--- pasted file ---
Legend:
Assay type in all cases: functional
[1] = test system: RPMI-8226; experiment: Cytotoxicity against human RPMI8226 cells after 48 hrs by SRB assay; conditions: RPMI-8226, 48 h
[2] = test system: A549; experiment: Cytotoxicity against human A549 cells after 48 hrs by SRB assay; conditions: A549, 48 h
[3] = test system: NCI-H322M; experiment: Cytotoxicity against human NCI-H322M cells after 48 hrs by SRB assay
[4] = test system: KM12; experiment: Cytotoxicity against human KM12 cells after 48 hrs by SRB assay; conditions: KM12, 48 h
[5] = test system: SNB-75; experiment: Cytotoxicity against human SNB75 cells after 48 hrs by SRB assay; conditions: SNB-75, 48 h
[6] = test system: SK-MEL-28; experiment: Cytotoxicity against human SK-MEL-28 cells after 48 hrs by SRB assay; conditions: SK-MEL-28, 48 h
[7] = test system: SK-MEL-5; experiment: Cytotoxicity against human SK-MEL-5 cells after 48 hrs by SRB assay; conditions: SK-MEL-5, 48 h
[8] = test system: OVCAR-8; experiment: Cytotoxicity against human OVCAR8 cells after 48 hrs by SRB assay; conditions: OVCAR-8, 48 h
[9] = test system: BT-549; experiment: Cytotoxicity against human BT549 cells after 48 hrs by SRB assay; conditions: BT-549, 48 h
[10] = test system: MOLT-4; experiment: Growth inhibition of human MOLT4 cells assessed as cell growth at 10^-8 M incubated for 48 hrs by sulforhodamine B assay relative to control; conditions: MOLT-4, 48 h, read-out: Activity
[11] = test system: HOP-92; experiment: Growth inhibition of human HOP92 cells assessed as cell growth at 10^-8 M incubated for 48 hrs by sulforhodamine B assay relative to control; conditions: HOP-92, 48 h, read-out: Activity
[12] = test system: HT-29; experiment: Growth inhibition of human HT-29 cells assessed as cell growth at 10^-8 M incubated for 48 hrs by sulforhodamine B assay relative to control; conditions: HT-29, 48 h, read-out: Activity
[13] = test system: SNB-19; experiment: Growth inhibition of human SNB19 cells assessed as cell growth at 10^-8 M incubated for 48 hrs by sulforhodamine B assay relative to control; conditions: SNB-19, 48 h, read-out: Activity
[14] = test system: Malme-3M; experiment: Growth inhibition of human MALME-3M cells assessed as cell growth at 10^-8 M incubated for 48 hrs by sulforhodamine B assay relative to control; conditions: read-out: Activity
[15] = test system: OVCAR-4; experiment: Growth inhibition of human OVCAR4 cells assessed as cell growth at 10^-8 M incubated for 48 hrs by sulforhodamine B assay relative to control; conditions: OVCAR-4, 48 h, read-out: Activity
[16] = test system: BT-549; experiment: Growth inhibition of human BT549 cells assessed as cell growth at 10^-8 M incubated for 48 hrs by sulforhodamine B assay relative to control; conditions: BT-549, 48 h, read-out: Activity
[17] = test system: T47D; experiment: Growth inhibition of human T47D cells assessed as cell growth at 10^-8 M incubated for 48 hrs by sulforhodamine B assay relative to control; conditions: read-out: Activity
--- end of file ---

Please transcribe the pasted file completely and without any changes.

Legend:
Assay type in all cases: functional
[1] = test system: RPMI-8226; experiment: Cytotoxicity against human RPMI8226 cells after 48 hrs by SRB assay; conditions: RPMI-8226, 48 h
[2] = test system: A549; experiment: Cytotoxicity against human A549 cells after 48 hrs by SRB assay; conditions: A549, 48 h
[3] = test system: NCI-H322M; experiment: Cytotoxicity against human NCI-H322M cells after 48 hrs by SRB assay
[4] = test system: KM12; experiment: Cytotoxicity against human KM12 cells after 48 hrs by SRB assay; conditions: KM12, 48 h
[5] = test system: SNB-75; experiment: Cytotoxicity against human SNB75 cells after 48 hrs by SRB assay; conditions: SNB-75, 48 h
[6] = test system: SK-MEL-28; experiment: Cytotoxicity against human SK-MEL-28 cells after 48 hrs by SRB assay; conditions: SK-MEL-28, 48 h
[7] = test system: SK-MEL-5; experiment: Cytotoxicity against human SK-MEL-5 cells after 48 hrs by SRB assay; conditions: SK-MEL-5, 48 h
[8] = test system: OVCAR-8; experiment: Cytotoxicity against human OVCAR8 cells after 48 hrs by SRB assay; conditions: OVCAR-8, 48 h
[9] = test system: BT-549; experiment: Cytotoxicity against human BT549 cells after 48 hrs by SRB assay; conditions: BT-549, 48 h
[10] = test system: MOLT-4; experiment: Growth inhibition of human MOLT4 cells assessed as cell growth at 10^-8 M incubated for 48 hrs by sulforhodamine B assay relative to control; conditions: MOLT-4, 48 h, read-out: Activity
[11] = test system: HOP-92; experiment: Growth inhibition of human HOP92 cells assessed as cell growth at 10^-8 M incubated for 48 hrs by sulforhodamine B assay relative to control; conditions: HOP-92, 48 h, read-out: Activity
[12] = test system: HT-29; experiment: Growth inhibition of human HT-29 cells assessed as cell growth at 10^-8 M incubated for 48 hrs by sulforhodamine B assay relative to control; conditions: HT-29, 48 h, read-out: Activity
[13] = test system: SNB-19; experiment: Growth inhibition of human SNB19 cells assessed as cell growth at 10^-8 M incubated for 48 hrs by sulforhodamine B assay relative to control; conditions: SNB-19, 48 h, read-out: Activity
[14] = test system: Malme-3M; experiment: Growth inhibition of human MALME-3M cells assessed as cell growth at 10^-8 M incubated for 48 hrs by sulforhodamine B assay relative to control; conditions: read-out: Activity
[15] = test system: OVCAR-4; experiment: Growth inhibition of human OVCAR4 cells assessed as cell growth at 10^-8 M incubated for 48 hrs by sulforhodamine B assay relative to control; conditions: OVCAR-4, 48 h, read-out: Activity
[16] = test system: BT-549; experiment: Growth inhibition of human BT549 cells assessed as cell growth at 10^-8 M incubated for 48 hrs by sulforhodamine B assay relative to control; conditions: BT-549, 48 h, read-out: Activity
[17] = test system: T47D; experiment: Growth inhibition of human T47D cells assessed as cell growth at 10^-8 M incubated for 48 hrs by sulforhodamine B assay relative to control; conditions: read-out: Activity